But how do you train someone to respond to emergencies?

From 911 call takers to EMTs and paramedics to emergency planning officials and the on-the-ground responders who are operating in the center of the storm as it were, there are large permutations in the skills required to do these jobs well. What’s necessary aren’t just specific hard skills like using call dispatch software or knowing how to upload video from a disaster site, but also critically-important softer skills as well: precisely communicating, having sangfroid, increasing agility, and balancing improvisation with consistency. The chaos element also can’t be overstated: every disaster is different, and these skills must be viscerally recombined and exercised under extreme pressure with frequently sparse information.

A whole range of what might be dubbed “edtech” products could serve these needs, and not just exclusively for emergency management.

Communications, for instance, isn’t just about team communications, but also communicating with many different constituencies. Aaron Clark-Ginsberg, a social scientist at RAND Corporation, said that “a lot of these skills are social skills — being able to work with different groups of people in culturally and socially appropriate ways.” He notes that the field of emergency management has heightened attention to these issues in recent years, and “the skillset we need is to work with those community structures” that already exist where a disaster strikes.

As we’ve seen in the tech industry the last few years, cross-cultural communication skills remain scarce. One can always learn this just through repeated experiences, but could we train people to develop empathy and understanding through software? Can we develop better and richer scenarios to train emergency responders — and all of us, really — on how to communicate effectively in widely diverging conditions? That’s a huge opportunity for a startup to tackle.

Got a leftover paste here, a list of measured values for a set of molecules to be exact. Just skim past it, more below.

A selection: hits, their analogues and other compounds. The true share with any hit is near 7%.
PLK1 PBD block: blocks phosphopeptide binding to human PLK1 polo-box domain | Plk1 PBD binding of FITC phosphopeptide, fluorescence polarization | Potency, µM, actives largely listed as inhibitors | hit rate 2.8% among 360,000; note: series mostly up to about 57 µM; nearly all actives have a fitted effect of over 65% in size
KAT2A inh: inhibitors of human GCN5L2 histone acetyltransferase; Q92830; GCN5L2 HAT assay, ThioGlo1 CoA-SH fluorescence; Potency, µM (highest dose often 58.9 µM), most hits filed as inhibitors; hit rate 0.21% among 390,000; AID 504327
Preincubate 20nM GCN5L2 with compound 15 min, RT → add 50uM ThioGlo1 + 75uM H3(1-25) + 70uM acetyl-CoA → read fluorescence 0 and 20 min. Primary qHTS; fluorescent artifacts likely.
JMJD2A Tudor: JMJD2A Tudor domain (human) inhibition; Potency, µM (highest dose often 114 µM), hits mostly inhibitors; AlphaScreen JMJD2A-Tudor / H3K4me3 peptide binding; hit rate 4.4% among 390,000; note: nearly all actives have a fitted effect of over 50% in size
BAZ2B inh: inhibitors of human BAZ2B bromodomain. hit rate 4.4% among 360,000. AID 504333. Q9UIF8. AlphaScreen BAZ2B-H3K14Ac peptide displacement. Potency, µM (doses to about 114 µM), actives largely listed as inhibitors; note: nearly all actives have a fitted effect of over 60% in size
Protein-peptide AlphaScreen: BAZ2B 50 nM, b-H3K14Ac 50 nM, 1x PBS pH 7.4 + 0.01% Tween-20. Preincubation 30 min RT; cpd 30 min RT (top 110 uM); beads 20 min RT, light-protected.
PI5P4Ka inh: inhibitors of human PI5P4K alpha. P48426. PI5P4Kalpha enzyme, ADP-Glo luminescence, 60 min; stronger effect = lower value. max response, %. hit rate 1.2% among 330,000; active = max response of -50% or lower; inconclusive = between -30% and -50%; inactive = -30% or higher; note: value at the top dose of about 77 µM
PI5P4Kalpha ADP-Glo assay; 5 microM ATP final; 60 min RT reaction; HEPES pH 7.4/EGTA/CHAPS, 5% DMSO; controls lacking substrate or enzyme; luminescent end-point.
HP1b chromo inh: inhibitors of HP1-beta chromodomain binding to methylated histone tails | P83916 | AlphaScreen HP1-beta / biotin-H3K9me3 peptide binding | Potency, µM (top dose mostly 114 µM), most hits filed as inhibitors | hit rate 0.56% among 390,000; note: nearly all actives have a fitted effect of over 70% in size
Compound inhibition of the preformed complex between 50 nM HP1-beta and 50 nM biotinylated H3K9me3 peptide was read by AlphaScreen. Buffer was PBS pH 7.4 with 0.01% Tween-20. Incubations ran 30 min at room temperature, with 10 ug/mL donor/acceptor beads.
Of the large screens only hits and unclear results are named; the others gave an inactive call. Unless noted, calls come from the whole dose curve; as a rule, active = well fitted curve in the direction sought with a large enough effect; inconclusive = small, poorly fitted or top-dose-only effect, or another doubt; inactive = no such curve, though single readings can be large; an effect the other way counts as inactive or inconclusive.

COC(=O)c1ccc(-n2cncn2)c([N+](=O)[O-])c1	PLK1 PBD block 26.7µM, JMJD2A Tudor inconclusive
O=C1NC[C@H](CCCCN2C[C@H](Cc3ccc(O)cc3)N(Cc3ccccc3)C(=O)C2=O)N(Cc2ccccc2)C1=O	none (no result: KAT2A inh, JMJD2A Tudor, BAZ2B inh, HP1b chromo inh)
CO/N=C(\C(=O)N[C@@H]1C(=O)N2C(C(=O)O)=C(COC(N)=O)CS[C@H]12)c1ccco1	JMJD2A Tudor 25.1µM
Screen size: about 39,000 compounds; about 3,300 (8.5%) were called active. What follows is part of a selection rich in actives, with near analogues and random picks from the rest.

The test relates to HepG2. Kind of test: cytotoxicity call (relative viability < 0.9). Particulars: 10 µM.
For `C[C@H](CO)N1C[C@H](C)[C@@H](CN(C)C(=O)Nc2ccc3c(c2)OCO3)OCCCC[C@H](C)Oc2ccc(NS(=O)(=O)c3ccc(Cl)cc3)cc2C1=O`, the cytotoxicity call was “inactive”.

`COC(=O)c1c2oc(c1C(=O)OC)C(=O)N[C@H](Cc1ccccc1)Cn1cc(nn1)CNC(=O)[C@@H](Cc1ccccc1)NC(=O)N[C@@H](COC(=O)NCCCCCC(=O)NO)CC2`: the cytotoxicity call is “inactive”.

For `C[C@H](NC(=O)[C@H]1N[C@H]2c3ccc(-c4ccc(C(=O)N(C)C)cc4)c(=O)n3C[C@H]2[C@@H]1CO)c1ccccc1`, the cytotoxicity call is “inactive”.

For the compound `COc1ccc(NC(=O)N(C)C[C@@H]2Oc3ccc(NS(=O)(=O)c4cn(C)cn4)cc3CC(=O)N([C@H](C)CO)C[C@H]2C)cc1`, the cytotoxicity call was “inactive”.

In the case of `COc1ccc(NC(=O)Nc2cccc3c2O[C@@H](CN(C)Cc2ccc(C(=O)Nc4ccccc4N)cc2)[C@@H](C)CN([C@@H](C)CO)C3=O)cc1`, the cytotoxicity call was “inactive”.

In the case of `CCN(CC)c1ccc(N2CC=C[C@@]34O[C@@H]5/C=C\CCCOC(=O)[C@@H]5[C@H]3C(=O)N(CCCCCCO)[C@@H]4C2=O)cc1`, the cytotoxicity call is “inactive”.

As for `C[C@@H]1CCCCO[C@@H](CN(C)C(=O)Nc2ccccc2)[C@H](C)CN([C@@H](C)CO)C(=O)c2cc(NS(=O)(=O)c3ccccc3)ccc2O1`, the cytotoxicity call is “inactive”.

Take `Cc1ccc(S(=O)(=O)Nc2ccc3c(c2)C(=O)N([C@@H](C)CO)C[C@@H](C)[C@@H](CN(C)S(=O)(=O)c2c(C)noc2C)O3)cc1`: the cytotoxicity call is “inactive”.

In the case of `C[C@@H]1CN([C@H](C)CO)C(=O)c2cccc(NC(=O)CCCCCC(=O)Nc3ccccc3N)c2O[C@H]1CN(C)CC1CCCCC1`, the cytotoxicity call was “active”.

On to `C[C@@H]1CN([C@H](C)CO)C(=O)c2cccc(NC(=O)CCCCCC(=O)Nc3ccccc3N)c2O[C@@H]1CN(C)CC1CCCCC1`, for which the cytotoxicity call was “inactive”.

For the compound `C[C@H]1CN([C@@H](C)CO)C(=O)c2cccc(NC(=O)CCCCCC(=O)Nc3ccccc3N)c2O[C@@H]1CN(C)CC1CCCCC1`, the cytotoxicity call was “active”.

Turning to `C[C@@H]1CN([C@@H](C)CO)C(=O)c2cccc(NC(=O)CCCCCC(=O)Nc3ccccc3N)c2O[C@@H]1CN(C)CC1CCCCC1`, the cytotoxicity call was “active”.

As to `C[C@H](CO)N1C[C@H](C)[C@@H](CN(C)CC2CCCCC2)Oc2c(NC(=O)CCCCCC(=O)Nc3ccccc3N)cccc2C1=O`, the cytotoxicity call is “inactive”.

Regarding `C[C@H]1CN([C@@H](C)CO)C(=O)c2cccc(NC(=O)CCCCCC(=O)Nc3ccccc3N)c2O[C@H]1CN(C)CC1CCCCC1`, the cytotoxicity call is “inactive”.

Emergency management is now a well-developed career path. “The history of the field is very fascinating, [it’s] been increasingly professionalized, with all these certifications,” Clark-Ginsberg said. That professionalization “standardizes emergency response so that you know what you are getting since they have all these certs, and you know what they know and what they don’t.” Certifications can indicate singular competence, but perhaps not holistic assessment, and it’s a market that offers opportunities for new startups to create better assessments.

Like many of us, responders get used to doing the same thing over and over again, and that can make training for new skills even more challenging. Michael Martin of emergency data management platform RapidSOS describes how 911 call takers get used to muscle memory, “so switching to a new system is very high-risk.” No matter how bad existing software interfaces are, changing them will very likely slow every single response down while increasing the risk of errors. That’s why the company offers “25,000 hours a year for training, support, integration.” There remains a huge and relatively fragmented market for training staff as well as transitioning them from one software stack to another.

Outside these somewhat narrow niches, there is a need for a massive renaissance in training in this whole area. My colleague Natasha Mascarenhas recently wrote an EC-1 on Duolingo, an app designed to gamify and entrance students interested in learning second languages. It’s a compelling product, and there is no comparative training system for engaging the full gamut of first responders.